Eek. My sympathies. I have had migraine w/ aura (and also aura w/o migraine) for years (If you have not read it I totally recommend Oliver Sacks' book simply titled "Migraine").
I think that neurological manifestations, be they pain or aura or the movement of energy in the body, are real to the person experiencing them. When I have scotomas, I know YOU can't see them and I know the images are generated within my brain but they are real. When I cut myself, my pain is real.
If you'll permit somewhat of a digression: One of the things I learned decades ago for self-care of migraine, long before taking up aikido, was to "move energy" or chi from my head, deemed in TCM to be too warm, to my hands, deemed to be too cold.
I know of people who learned to to this in a lab setting via biofeedback but I've always been sensitive to my body's internal environment and deviations from the norm, so was able to do it pretty easily by visualization and focus. And yes, a thermometer demonstrated that my hands were having increased bloodflow as the temperature went up.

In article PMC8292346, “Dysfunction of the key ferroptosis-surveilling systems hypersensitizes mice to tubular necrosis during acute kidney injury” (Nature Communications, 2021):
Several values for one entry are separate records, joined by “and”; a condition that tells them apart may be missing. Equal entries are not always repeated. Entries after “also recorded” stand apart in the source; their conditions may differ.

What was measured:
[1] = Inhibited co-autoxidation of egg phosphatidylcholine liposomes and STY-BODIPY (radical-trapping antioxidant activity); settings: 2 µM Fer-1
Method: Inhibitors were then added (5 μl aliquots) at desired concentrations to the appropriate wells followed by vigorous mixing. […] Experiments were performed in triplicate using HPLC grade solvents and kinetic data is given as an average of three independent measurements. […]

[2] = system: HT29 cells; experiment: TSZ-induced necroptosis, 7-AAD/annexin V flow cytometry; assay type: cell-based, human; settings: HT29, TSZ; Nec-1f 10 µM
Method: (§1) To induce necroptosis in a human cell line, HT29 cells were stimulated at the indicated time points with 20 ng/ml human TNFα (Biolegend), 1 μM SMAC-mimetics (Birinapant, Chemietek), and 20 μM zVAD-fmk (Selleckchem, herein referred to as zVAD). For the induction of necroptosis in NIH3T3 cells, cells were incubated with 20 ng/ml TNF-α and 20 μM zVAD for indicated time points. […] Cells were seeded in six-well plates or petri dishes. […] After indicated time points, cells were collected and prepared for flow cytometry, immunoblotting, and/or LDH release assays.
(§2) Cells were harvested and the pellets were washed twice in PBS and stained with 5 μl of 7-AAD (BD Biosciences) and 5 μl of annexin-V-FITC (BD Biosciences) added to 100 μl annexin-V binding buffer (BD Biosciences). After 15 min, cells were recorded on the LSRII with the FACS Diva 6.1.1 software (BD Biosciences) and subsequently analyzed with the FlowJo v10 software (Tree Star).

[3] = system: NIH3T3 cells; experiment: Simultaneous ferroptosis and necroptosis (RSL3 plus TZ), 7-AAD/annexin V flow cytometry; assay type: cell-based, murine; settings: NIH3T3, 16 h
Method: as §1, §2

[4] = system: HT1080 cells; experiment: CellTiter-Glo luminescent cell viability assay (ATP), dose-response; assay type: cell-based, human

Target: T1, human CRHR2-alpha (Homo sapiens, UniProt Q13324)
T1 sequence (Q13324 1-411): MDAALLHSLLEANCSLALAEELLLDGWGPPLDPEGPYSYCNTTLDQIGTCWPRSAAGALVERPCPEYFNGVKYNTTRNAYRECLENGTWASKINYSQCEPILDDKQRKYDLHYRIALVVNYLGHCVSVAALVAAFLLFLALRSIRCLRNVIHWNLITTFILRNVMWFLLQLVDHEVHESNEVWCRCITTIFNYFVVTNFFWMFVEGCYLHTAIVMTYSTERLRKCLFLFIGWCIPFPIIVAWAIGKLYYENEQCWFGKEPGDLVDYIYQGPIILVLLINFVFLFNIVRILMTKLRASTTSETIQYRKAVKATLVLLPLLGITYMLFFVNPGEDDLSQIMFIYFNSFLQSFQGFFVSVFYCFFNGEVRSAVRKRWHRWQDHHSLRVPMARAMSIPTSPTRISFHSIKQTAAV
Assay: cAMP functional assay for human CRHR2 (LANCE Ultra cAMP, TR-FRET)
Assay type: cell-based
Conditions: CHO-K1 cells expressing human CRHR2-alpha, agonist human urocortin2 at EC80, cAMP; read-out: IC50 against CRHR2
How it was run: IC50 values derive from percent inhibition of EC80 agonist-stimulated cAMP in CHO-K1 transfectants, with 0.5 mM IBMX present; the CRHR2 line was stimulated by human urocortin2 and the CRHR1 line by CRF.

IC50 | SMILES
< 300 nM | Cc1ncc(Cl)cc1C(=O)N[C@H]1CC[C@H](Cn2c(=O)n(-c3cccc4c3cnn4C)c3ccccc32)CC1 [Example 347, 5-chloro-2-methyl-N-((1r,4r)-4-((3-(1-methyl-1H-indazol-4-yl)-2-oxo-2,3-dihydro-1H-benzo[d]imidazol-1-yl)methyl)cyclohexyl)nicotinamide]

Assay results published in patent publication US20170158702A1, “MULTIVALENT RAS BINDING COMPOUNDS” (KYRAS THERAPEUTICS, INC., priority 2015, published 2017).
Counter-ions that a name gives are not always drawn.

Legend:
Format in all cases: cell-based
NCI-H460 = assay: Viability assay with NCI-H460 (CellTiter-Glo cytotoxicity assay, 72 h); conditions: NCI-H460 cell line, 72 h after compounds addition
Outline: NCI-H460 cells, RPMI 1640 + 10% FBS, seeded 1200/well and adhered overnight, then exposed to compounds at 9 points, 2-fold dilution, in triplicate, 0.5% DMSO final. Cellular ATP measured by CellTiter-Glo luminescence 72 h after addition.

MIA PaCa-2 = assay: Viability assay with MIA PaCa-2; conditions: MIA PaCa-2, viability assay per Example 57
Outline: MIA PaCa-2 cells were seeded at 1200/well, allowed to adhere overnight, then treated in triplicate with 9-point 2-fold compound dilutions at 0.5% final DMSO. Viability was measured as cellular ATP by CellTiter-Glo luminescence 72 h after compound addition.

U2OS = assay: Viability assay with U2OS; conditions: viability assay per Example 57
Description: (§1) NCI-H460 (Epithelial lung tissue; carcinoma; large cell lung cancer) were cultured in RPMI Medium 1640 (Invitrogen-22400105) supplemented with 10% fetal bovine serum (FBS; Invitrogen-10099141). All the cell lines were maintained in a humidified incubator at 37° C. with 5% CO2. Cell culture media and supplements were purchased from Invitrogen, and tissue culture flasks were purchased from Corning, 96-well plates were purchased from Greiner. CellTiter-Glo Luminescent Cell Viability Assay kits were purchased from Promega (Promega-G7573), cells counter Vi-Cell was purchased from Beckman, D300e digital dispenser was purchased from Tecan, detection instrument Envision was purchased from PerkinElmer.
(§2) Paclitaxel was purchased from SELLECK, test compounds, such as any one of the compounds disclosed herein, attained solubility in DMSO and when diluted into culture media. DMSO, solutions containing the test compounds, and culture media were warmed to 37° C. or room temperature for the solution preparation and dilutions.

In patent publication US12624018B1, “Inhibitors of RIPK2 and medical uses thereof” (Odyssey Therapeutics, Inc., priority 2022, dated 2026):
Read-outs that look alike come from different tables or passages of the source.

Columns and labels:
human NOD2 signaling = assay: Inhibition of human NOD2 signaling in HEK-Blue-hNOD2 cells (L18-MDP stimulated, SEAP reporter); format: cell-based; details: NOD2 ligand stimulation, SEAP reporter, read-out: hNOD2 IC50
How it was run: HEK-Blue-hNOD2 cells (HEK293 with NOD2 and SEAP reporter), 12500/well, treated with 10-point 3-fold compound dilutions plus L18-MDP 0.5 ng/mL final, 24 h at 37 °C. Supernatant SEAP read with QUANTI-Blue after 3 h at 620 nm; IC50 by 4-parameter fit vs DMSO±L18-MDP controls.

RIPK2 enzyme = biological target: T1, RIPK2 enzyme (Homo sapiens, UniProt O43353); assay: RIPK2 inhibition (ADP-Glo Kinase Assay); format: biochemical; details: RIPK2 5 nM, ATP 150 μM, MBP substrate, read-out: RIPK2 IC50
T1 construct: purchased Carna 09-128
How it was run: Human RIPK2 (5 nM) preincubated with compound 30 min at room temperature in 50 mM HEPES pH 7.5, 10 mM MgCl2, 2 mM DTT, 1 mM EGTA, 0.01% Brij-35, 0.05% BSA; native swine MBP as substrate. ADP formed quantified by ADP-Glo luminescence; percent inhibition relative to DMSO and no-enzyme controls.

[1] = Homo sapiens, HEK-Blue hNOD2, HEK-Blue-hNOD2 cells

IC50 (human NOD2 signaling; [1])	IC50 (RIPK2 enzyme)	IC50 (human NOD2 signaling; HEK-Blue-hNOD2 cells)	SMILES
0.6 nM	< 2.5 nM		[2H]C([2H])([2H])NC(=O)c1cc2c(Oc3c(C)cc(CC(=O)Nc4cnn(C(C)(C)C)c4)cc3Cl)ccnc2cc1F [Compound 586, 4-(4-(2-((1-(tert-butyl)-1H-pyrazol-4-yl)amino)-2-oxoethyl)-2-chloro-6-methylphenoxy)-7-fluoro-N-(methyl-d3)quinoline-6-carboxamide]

So when I did start aikido, it wasn't at all hard for me to accept the shorthand of "ki" for the movement of energy within my body. It's not magic, it's learning to use visualization, breath, focus and intent to consciously affect one's autonomic nervous system.
By the way, I also recommend the novel "Lying Awake" by Mark Salzman (yes the guy who wrote the wonderfully funny "Lost in Place" about being a kung fu-besotted kid and "Iron and Silk" about going to China...) - I never expected to enjoy a novel about a nun but it raises very interesting questions. What are the implications when your religious visions may be caused by a neurological problem?